60-Second Business Plan

The pitch: Big Agnes cofounder Brad Johnson likes wandering the trails all day, but once he closes that tent flap, he'd really rather stay put. Which is tough to do with a slippery sleeping pad.

He'd bed down in his sleeping bag, perfectly positioned atop his self-inflating pad, only to wake in the middle of the night with the pad practically in another town. "Sleeping outside just got to be a pain," complains Johnson. "I wanted to be comfortable at night."

Johnson reckoned that the $145-million sleeping-bag market was ready for a breakthrough -- hence Big Agnes, a new sleeping bag with a built-in sleeve for a pad that makes life on the ground easier to bear.

Johnson, a former product manager for Lands' End who founded his own outdoor-education center, began building the prototype bag two years ago with help from pal Bill Gamber, owner of a small outdoor-clothing manufacturing company in Steamboat Springs, Colo., called BAP.

From there the two men pooled $80,000 in savings, borrowed $120,000 from family and friends, and launched the operation out of BAP's offices so they could share employees and warehouse space and keep overhead down. They borrowed the company name from Big Agnes Mountain, a local Colorado peak.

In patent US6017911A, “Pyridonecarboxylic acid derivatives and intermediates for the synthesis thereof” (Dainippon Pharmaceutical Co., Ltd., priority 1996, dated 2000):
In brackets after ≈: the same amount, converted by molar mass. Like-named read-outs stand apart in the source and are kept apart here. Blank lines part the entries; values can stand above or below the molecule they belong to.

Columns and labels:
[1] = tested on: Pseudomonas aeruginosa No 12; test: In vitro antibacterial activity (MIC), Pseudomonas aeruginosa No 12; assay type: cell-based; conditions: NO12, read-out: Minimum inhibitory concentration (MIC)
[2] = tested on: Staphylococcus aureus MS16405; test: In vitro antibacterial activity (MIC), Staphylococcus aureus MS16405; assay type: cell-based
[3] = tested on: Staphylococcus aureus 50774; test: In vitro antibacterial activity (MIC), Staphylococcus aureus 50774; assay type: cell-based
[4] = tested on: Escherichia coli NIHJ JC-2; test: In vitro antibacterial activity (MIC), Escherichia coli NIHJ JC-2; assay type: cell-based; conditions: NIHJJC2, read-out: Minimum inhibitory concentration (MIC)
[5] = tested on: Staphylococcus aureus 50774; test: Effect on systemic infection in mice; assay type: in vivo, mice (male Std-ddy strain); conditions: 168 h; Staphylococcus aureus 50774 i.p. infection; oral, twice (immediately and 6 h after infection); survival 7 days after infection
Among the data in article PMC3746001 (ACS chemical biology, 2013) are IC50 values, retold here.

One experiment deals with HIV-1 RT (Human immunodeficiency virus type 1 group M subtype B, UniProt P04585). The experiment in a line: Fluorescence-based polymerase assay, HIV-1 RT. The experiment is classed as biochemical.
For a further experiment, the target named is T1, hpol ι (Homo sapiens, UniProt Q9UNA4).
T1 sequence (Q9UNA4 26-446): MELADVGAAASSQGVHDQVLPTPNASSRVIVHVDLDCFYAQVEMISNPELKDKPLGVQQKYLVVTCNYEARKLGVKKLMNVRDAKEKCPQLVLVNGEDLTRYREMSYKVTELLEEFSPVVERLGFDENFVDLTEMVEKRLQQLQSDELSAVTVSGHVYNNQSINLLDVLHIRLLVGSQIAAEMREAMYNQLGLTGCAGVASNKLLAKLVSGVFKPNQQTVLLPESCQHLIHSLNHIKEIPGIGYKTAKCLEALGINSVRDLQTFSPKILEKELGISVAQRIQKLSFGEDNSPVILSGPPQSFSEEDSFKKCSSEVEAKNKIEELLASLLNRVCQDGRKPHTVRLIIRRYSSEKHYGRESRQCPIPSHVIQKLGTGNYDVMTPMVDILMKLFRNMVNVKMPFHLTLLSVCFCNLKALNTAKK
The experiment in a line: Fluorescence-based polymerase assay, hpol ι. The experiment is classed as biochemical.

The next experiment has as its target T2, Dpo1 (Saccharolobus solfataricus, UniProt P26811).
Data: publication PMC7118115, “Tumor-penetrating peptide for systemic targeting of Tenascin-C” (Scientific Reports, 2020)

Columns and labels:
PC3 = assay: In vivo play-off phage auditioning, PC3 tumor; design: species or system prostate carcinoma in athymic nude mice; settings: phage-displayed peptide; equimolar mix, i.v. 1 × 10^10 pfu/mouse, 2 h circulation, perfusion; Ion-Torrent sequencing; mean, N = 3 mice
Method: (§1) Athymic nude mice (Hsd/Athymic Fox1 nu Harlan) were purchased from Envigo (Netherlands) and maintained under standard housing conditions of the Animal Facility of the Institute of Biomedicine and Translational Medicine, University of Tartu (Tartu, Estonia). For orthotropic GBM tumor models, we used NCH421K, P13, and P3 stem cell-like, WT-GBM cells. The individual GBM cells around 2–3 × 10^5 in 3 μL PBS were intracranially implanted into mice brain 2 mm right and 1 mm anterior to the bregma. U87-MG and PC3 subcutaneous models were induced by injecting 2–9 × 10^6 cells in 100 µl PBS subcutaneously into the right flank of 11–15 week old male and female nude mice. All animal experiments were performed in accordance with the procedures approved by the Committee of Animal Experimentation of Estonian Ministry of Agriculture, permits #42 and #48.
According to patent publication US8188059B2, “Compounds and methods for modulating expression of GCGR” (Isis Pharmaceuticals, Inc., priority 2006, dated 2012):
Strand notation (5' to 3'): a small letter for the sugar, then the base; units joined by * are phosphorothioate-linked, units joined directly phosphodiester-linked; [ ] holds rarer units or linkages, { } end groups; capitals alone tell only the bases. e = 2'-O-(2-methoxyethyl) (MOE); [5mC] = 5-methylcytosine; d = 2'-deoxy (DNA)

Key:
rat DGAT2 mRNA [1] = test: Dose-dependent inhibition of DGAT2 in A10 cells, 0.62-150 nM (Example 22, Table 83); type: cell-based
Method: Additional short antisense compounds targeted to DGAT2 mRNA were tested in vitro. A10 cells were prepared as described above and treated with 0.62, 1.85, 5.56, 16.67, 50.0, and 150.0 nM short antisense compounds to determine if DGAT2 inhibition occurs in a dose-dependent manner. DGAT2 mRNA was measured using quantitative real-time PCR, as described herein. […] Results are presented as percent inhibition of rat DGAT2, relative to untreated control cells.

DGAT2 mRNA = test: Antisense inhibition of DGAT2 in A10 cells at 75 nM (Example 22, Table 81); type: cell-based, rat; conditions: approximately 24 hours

Johnson and Gamber boast that not only does their sleeping system solve the slippage problem, but the built-in pad eliminates the need for insulation on the bag's underside. That makes a Big Agnes bag at least 25% lighter than those of name-brand manufacturers like Sierra Designs, North Face, and Marmot. Plus, all six of Big Agnes's bags (with retail prices ranging from $129 to $339) are designed to accommodate the market's top sleeping pad, made by Cascade Designs. "We didn't want people to have to buy our pad," says Gamber.

After an enthusiastic response at a trade show in Salt Lake City two years ago, Johnson and Gamber lined up two Chinese manufacturers to produce the bags and pads -- as well as sales reps to peddle them to specialty retailers. The outdoor-goods stores are critical for building consumer buzz for new outdoor products. Big Agnes's strategy is to drive brand awareness through those retailers and then use the name recognition to sell the bags on-line.